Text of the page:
September is a great month for avid collectors, avid eaters and avid chefs because this is when wild mushrooms are seriously hitting the scene. It is on the continent that the enthusiasm for the fungal wonders of nature is most apparent, while in Belgium and Germany we seem always to have been afraid of picking and collecting (maybe is a toadstool?). The cep is the prime wild mushroom-cépe to the French and porcino (little pig) to the Italians. Its round shiny cap looks like the Victorian penny bun, but it will now cost rather more than that. They form trees, in clearings in the woods, and around the edges of woods.
Available too the chanterelle, which is also known as girolle. They are quite often thought to be exactly the same, but are actually different strains of the same species. The girolle is found between months of May and July but it is available between midsummer and autumn as well. And of course in the autumn you also find the black Périgord and the white Alba truffle. They are very precious to the French and the Italians, and how special I have just learned in France, in the home of the truffles.
The black diamond market
On the first Tuesday of August, the main street of an otherwise undistinguished town in south west France was magically transformed by one of the most exciting, adrenaline-pumping and important events in the entire French culinary universe-the opening day of the truffle market in Lalbenque-.Truffle brokers and special restaurant supply buyers from all over France, the UK and beyond would flock to Lalbenque on the Tuesday market day, momentarily swelling this small town’s population by up to a thousand. They were all there for only one purpose, attempting to acquire specimens of perhaps the world’s pre-eminent culinary delicacy.
(Lalbenque is 25 kilometers south of Cahors, and it is the largest truffle market in south western France, and from early December until early March, hundreds of kilos of France’s ‘black diamond’, (Tuber Melanosporum), will be sold in Lalbenque’s weekly truffle market (another truffle market is held at Richerenches in the Vaucluse)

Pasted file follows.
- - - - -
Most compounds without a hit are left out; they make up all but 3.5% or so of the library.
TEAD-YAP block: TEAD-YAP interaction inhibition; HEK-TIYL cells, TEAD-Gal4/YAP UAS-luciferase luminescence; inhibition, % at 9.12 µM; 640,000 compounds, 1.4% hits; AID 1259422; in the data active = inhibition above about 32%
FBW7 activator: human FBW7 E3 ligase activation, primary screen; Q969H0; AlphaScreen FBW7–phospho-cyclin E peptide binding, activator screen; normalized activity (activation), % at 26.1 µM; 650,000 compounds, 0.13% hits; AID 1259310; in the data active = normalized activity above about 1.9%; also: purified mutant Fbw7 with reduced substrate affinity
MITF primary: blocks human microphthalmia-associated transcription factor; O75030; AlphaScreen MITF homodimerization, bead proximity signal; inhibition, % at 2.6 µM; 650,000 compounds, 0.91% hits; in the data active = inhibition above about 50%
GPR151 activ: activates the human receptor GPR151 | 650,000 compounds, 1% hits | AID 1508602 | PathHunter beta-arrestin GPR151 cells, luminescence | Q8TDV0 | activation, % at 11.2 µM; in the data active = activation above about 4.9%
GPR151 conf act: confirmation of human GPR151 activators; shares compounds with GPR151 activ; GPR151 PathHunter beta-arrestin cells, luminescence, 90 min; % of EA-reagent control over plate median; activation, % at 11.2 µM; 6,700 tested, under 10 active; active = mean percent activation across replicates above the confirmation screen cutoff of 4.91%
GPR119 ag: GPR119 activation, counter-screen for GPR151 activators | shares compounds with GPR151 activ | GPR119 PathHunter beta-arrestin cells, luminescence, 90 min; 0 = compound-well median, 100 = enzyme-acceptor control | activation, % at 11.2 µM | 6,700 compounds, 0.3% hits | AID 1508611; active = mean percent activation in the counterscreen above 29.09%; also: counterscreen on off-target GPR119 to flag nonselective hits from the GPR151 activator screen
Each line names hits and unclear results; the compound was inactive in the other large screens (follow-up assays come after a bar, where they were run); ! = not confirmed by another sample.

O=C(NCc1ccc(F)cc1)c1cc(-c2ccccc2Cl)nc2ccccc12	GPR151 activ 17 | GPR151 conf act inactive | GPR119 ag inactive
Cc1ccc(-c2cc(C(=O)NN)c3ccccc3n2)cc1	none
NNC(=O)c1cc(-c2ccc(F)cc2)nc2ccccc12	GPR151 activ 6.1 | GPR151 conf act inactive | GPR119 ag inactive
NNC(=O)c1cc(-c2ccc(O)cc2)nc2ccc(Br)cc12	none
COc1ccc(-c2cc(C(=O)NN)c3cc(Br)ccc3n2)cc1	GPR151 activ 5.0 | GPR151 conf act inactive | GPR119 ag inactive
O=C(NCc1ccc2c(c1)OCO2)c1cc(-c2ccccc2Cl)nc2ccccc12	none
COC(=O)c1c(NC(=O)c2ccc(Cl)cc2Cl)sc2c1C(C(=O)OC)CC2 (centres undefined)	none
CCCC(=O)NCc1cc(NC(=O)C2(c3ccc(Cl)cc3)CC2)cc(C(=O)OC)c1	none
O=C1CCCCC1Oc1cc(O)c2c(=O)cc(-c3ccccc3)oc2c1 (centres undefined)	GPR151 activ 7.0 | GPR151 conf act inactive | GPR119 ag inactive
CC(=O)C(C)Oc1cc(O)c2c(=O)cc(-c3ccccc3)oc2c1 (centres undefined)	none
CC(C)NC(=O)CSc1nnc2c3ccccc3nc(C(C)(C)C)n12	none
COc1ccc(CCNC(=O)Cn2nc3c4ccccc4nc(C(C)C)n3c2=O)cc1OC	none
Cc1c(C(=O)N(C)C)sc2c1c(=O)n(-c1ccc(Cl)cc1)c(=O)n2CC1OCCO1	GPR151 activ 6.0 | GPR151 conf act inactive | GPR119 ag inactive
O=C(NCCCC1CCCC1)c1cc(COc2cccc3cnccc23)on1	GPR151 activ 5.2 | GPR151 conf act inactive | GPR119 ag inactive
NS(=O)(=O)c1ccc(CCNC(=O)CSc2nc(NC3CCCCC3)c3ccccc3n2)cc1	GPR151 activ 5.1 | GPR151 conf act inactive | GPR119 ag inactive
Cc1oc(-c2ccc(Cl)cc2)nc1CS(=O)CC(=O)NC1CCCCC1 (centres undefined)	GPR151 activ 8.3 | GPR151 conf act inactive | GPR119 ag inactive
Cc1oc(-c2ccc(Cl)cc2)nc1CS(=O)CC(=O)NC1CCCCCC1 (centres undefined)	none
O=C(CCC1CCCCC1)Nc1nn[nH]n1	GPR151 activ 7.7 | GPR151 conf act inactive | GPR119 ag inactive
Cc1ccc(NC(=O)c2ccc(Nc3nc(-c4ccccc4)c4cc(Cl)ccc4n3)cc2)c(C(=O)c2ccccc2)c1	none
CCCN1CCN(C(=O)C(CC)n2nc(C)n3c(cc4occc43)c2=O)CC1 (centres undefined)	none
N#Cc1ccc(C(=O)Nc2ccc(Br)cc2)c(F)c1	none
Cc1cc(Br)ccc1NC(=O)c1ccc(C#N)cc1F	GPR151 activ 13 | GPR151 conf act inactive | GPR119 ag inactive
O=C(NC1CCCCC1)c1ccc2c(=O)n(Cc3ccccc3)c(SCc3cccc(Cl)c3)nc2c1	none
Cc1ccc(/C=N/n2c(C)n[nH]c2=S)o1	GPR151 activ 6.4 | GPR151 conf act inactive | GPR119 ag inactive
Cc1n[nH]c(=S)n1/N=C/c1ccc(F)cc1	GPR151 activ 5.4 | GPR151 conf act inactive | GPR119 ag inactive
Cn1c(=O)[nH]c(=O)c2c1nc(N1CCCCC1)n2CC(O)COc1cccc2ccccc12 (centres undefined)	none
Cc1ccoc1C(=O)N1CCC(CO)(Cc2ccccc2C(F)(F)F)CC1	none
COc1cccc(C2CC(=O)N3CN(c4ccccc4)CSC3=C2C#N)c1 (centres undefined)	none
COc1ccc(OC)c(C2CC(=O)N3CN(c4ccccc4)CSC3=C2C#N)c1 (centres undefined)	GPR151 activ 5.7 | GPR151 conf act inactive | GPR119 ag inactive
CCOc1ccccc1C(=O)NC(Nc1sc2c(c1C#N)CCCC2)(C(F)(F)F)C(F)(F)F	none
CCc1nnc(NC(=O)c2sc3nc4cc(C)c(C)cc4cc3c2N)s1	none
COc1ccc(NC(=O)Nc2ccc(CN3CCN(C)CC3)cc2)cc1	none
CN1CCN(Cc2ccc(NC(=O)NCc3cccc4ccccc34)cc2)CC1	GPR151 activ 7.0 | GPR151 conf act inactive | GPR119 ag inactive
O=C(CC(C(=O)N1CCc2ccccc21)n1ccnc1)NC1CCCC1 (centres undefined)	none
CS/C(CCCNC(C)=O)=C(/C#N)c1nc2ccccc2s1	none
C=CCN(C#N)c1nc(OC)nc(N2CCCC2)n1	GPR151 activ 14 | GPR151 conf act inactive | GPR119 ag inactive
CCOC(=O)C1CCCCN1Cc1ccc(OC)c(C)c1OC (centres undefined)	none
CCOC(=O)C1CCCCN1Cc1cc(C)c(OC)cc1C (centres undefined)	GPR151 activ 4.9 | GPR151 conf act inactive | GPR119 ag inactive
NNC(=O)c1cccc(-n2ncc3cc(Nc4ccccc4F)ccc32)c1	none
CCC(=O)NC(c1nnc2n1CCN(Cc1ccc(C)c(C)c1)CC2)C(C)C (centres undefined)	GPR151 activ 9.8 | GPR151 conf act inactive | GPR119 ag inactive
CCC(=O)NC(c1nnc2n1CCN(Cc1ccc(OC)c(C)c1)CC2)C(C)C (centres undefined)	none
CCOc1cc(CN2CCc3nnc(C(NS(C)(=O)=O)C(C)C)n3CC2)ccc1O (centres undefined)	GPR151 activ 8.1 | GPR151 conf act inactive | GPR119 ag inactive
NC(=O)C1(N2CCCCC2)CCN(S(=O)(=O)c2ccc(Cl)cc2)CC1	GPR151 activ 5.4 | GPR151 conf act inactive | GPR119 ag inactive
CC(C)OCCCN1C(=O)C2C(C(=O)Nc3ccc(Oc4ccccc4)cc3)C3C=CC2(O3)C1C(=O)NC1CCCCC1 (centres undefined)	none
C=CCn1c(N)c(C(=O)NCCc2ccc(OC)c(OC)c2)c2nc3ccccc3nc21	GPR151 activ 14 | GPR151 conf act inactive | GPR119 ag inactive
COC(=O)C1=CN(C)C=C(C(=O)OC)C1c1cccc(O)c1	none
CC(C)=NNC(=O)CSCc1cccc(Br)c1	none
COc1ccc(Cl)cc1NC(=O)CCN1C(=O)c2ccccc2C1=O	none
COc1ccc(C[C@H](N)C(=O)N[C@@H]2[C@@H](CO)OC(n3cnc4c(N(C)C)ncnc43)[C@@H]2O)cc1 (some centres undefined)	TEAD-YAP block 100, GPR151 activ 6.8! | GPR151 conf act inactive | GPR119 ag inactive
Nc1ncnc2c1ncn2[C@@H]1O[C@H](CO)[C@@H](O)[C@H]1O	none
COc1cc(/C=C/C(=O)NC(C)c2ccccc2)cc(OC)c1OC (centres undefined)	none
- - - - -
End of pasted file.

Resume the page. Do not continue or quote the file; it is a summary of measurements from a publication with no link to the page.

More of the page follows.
The major of Lalbenque told me that all the fuss about the truffle began in the 18th century, when the French gastronome and author Brillat-Savarin described these truffles as “the diamond of the kitchen”. It resulted that by 1900, France produced 1,000 metric tons of Tuber Melanosporum a year, but incessant demand and the resulting over-harvesting has reduced today’s annual harvest to a mere 20 to 40 metric tons.
Exactly how Lalbenque and Quercy (the capital of the territory) assumed such an important culinary role is not clear-says the mere-but the scrubby calcareous soil of the surrounding area abounds with the twisted small oak trees whose roots have a symbiotic relationship with and host the growth of truffles.
Meanwhile he tries to reveal the secret of the truffle we walk to the market. I can tell you that already itself is simultaneously picturesque and unusual. Specially on market Tuesday, beginning around 2pm, when sellers stand shoulder to shoulder behind benches running in a long line along the main street, displaying the truffles they are offering that day in a basket set on the bench in front of them. Some sellers have but a few truffles, while others have a bounty exceeding several kilos. About a meter in front of the benches is a strategically positioned rope that prospective buyers dare not cross.
The buyers, usually numbering in the several hundreds, stand in front of the rope and engage in discreet conversations with the sellers. Most conversations revolve around weight, since sales prices are calculated in grams and kilos, but occasionally a forward buyer even asks to have a basket handed to him across the rope for a brief inspection, requests that are often declined.